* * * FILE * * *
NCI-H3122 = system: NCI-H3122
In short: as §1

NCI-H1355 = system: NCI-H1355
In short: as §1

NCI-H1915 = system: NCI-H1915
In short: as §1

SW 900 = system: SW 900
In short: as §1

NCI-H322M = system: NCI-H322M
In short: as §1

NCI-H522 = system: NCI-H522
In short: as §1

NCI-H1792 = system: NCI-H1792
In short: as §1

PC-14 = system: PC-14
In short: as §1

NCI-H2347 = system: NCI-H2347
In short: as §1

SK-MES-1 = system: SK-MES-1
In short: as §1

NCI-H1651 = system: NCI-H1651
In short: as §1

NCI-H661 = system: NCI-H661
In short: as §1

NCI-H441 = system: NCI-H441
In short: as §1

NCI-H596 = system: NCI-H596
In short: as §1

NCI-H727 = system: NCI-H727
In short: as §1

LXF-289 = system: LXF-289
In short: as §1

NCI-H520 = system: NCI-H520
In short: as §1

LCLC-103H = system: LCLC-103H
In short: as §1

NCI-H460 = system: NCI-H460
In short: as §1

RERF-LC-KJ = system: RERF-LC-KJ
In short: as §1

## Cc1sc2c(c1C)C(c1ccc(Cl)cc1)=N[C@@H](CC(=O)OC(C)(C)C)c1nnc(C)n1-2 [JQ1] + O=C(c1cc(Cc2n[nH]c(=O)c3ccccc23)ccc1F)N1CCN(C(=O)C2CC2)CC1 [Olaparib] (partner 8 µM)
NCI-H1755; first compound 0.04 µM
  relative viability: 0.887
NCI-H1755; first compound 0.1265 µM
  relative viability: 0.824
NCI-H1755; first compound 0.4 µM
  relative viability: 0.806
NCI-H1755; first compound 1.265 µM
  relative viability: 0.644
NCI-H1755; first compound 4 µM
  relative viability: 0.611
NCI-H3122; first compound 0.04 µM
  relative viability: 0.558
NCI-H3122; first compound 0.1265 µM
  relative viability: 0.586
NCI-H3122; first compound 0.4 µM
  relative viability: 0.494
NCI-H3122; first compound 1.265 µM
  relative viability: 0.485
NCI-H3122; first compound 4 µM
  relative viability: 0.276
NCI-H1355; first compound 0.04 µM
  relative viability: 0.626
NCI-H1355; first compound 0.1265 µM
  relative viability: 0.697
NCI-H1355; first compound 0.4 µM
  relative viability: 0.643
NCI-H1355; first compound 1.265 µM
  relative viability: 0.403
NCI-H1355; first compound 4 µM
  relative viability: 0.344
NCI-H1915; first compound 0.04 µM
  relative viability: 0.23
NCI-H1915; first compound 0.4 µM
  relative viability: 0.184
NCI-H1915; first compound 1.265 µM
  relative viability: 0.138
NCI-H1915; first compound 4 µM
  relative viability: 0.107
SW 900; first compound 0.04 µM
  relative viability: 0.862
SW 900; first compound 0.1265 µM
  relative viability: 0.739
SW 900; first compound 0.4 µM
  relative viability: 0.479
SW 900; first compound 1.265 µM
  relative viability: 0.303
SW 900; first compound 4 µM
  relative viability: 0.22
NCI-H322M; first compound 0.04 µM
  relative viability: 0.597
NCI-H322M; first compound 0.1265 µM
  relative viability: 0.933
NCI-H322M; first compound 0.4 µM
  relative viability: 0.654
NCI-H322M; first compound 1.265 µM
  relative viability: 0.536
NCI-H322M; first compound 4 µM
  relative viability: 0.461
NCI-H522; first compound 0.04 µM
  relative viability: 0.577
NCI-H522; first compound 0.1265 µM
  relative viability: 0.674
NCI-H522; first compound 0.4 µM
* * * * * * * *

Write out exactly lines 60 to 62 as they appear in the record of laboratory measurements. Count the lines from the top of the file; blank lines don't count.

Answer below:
NCI-H3122; first compound 4 µM
  relative viability: 0.276
NCI-H1355; first compound 0.04 µM